Fr H K K i M

Autosomes

II II X

ll M

Sex chromosomes

Figure 4.2 The human karyotype. There are 22 autosomal chromosomes or autosomes. The autosomal chromosomes are numbered from 1 to 22. Each of the chromosomes can be recognized by its size, shape, staining pattern, and the position of the centromere (the constriction at which sister chromatids are anchored prior to cell division). The largest autosome is number 1, and the smallest is number 21. Historically, the second smallest chromosome has been designated number 22. Y chromosome is about the same size as chromosome 22 and the X chromosome is larger than the Y chromosome. Reprinted from US National Library of Medicine. Handbook: Help Me Understand Genetics. Bethesda, MD, USA: US National Library of Medicine. Available from: http://ghr.nlm.nih.gov/handbook/ basics/howmanychromosomes.

(Figure 4.3). In addition, an entire complement of exons encoded in a given gene need not be expressed, resulting in different species of RNA. These RNA species, generated by a process termed alternative splicing, can lead to different forms of proteins with associated functions.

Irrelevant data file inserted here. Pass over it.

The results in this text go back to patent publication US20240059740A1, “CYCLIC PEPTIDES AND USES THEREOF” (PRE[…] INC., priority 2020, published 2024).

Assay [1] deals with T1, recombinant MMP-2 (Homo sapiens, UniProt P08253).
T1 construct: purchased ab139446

Transcripts are threaded into ribosomes and are read in groups of three nucleotides termed codons. These codons interact with a tRNA that bears a complementary anti-codon to which is tethered an amino acid. Each codon is read in turn and the corresponding amino acid is added to the growing polypeptide chain (Figure 4.1). Though there are 64 possible codons (43 - four nucleotides read in groups of three), only 20 amino acids serve as the building blocks of proteins (Figure 4.4).

Gene expression is a dynamic and exquisitely regulated process. In each cell, a subset of genes is expressed at a basal level or is modulated while others are not expressed. Extracellular signals such as hormones, neuro-transmitters, nutrients, and proteins can modulate gene expression. Differentiation of cell structure and function results from, and is influenced by, regulation of gene expression at the transcriptional, translational, and post-translational levels. Both innate and acquired changes (e.g. gene mutations, variations) in transcription factors, cofactors, signaling molecules, promoters, or coding regions of a gene can result in susceptibility to disease.

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